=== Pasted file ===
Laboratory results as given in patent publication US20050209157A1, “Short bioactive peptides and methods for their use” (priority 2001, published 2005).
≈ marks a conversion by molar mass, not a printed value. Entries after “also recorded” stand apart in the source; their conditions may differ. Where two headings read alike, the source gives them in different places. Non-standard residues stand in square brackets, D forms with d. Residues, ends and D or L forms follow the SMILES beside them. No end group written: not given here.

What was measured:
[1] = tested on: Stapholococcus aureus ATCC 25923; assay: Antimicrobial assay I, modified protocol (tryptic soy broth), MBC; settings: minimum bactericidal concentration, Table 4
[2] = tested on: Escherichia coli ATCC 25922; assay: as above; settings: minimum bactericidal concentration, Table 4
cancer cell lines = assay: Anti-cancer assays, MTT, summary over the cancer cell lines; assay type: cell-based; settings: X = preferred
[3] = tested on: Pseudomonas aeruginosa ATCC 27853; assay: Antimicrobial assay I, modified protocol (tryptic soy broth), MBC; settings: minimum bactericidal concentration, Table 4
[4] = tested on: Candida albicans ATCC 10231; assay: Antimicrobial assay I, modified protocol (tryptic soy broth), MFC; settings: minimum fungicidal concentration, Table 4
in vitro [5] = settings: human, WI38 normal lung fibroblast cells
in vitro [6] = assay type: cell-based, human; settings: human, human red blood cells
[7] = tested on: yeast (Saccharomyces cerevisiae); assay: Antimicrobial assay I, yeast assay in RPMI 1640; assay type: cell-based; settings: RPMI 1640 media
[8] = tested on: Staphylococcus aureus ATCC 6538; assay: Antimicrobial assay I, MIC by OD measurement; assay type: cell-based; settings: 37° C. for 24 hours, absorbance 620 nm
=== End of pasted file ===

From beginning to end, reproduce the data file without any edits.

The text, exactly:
Laboratory results as given in patent publication US20050209157A1, “Short bioactive peptides and methods for their use” (priority 2001, published 2005).
≈ marks a conversion by molar mass, not a printed value. Entries after “also recorded” stand apart in the source; their conditions may differ. Where two headings read alike, the source gives them in different places. Non-standard residues stand in square brackets, D forms with d. Residues, ends and D or L forms follow the SMILES beside them. No end group written: not given here.

What was measured:
[1] = tested on: Stapholococcus aureus ATCC 25923; assay: Antimicrobial assay I, modified protocol (tryptic soy broth), MBC; settings: minimum bactericidal concentration, Table 4
[2] = tested on: Escherichia coli ATCC 25922; assay: as above; settings: minimum bactericidal concentration, Table 4
cancer cell lines = assay: Anti-cancer assays, MTT, summary over the cancer cell lines; assay type: cell-based; settings: X = preferred
[3] = tested on: Pseudomonas aeruginosa ATCC 27853; assay: Antimicrobial assay I, modified protocol (tryptic soy broth), MBC; settings: minimum bactericidal concentration, Table 4
[4] = tested on: Candida albicans ATCC 10231; assay: Antimicrobial assay I, modified protocol (tryptic soy broth), MFC; settings: minimum fungicidal concentration, Table 4
in vitro [5] = settings: human, WI38 normal lung fibroblast cells
in vitro [6] = assay type: cell-based, human; settings: human, human red blood cells
[7] = tested on: yeast (Saccharomyces cerevisiae); assay: Antimicrobial assay I, yeast assay in RPMI 1640; assay type: cell-based; settings: RPMI 1640 media
[8] = tested on: Staphylococcus aureus ATCC 6538; assay: Antimicrobial assay I, MIC by OD measurement; assay type: cell-based; settings: 37° C. for 24 hours, absorbance 620 nm